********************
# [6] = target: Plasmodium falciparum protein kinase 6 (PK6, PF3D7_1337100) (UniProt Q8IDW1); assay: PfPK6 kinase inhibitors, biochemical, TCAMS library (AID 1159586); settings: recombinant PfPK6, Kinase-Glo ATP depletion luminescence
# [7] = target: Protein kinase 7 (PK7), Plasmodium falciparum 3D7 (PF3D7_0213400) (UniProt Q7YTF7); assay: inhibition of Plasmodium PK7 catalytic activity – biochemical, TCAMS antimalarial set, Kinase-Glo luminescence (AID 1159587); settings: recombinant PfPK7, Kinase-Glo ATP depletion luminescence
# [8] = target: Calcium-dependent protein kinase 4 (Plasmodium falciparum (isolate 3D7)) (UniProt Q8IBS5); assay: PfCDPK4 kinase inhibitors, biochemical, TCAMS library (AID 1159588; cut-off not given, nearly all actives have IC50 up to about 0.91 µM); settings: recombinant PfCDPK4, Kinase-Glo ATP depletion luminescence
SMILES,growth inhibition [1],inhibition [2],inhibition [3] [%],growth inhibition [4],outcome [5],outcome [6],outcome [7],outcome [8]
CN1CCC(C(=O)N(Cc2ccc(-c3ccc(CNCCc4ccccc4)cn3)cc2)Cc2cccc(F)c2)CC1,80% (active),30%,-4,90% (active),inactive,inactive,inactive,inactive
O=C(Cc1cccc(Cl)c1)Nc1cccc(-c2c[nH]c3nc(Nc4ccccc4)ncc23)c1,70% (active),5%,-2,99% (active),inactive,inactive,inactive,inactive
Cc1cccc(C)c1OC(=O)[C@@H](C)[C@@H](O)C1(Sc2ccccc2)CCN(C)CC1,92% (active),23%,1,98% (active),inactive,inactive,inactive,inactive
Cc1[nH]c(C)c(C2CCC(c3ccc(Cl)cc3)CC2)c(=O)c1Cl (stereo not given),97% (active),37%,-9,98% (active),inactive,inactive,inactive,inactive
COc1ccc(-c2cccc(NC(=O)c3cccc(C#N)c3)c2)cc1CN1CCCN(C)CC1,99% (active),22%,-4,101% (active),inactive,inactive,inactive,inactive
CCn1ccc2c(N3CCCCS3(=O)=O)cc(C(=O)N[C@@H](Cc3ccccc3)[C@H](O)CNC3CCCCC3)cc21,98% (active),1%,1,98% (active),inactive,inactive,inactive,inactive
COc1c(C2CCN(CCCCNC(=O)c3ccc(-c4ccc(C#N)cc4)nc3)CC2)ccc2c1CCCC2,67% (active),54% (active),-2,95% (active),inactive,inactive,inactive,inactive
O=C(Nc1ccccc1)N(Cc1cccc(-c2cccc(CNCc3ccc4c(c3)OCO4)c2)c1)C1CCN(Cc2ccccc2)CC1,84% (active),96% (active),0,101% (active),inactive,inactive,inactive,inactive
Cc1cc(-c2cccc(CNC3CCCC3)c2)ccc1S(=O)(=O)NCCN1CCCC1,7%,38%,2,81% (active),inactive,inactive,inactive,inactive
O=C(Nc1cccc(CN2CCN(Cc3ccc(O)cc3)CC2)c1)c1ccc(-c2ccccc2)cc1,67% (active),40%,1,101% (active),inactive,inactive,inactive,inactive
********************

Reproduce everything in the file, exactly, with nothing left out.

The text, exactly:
# [6] = target: Plasmodium falciparum protein kinase 6 (PK6, PF3D7_1337100) (UniProt Q8IDW1); assay: PfPK6 kinase inhibitors, biochemical, TCAMS library (AID 1159586); settings: recombinant PfPK6, Kinase-Glo ATP depletion luminescence
# [7] = target: Protein kinase 7 (PK7), Plasmodium falciparum 3D7 (PF3D7_0213400) (UniProt Q7YTF7); assay: inhibition of Plasmodium PK7 catalytic activity – biochemical, TCAMS antimalarial set, Kinase-Glo luminescence (AID 1159587); settings: recombinant PfPK7, Kinase-Glo ATP depletion luminescence
# [8] = target: Calcium-dependent protein kinase 4 (Plasmodium falciparum (isolate 3D7)) (UniProt Q8IBS5); assay: PfCDPK4 kinase inhibitors, biochemical, TCAMS library (AID 1159588; cut-off not given, nearly all actives have IC50 up to about 0.91 µM); settings: recombinant PfCDPK4, Kinase-Glo ATP depletion luminescence
SMILES,growth inhibition [1],inhibition [2],inhibition [3] [%],growth inhibition [4],outcome [5],outcome [6],outcome [7],outcome [8]
CN1CCC(C(=O)N(Cc2ccc(-c3ccc(CNCCc4ccccc4)cn3)cc2)Cc2cccc(F)c2)CC1,80% (active),30%,-4,90% (active),inactive,inactive,inactive,inactive
O=C(Cc1cccc(Cl)c1)Nc1cccc(-c2c[nH]c3nc(Nc4ccccc4)ncc23)c1,70% (active),5%,-2,99% (active),inactive,inactive,inactive,inactive
Cc1cccc(C)c1OC(=O)[C@@H](C)[C@@H](O)C1(Sc2ccccc2)CCN(C)CC1,92% (active),23%,1,98% (active),inactive,inactive,inactive,inactive
Cc1[nH]c(C)c(C2CCC(c3ccc(Cl)cc3)CC2)c(=O)c1Cl (stereo not given),97% (active),37%,-9,98% (active),inactive,inactive,inactive,inactive
COc1ccc(-c2cccc(NC(=O)c3cccc(C#N)c3)c2)cc1CN1CCCN(C)CC1,99% (active),22%,-4,101% (active),inactive,inactive,inactive,inactive
CCn1ccc2c(N3CCCCS3(=O)=O)cc(C(=O)N[C@@H](Cc3ccccc3)[C@H](O)CNC3CCCCC3)cc21,98% (active),1%,1,98% (active),inactive,inactive,inactive,inactive
COc1c(C2CCN(CCCCNC(=O)c3ccc(-c4ccc(C#N)cc4)nc3)CC2)ccc2c1CCCC2,67% (active),54% (active),-2,95% (active),inactive,inactive,inactive,inactive
O=C(Nc1ccccc1)N(Cc1cccc(-c2cccc(CNCc3ccc4c(c3)OCO4)c2)c1)C1CCN(Cc2ccccc2)CC1,84% (active),96% (active),0,101% (active),inactive,inactive,inactive,inactive
Cc1cc(-c2cccc(CNC3CCCC3)c2)ccc1S(=O)(=O)NCCN1CCCC1,7%,38%,2,81% (active),inactive,inactive,inactive,inactive
O=C(Nc1cccc(CN2CCN(Cc3ccc(O)cc3)CC2)c1)c1ccc(-c2ccccc2)cc1,67% (active),40%,1,101% (active),inactive,inactive,inactive,inactive